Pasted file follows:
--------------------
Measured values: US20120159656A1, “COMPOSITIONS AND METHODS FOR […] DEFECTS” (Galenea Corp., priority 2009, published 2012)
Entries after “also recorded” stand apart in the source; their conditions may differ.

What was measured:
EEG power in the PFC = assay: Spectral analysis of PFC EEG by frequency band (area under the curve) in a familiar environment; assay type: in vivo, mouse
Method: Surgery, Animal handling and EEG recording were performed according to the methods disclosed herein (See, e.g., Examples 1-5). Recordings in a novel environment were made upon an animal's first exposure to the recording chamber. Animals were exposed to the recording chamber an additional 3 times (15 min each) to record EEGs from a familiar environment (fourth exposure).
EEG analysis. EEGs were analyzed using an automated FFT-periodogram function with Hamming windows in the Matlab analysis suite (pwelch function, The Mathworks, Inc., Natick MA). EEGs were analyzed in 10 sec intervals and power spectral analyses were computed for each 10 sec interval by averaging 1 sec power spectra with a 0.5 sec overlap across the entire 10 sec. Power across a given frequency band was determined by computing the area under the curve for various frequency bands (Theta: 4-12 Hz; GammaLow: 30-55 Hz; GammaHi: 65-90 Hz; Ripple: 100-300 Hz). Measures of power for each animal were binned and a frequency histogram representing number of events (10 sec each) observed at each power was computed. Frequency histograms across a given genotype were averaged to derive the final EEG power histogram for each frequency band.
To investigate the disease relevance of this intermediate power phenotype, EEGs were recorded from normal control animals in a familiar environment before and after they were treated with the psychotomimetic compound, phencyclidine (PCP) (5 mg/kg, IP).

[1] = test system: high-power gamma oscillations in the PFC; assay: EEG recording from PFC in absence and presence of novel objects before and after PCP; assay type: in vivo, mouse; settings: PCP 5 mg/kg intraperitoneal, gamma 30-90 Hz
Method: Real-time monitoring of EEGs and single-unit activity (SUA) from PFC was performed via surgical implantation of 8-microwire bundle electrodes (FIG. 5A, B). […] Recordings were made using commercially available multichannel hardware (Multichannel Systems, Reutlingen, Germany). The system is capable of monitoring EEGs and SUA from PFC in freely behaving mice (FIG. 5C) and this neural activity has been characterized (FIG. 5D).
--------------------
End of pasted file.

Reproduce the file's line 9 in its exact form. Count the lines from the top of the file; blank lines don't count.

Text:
Method: Real-time monitoring of EEGs and single-unit activity (SUA) from PFC was performed via surgical implantation of 8-microwire bundle electrodes (FIG. 5A, B). […] Recordings were made using commercially available multichannel hardware (Multichannel Systems, Reutlingen, Germany). The system is capable of monitoring EEGs and SUA from PFC in freely behaving mice (FIG. 5C) and this neural activity has been characterized (FIG. 5D).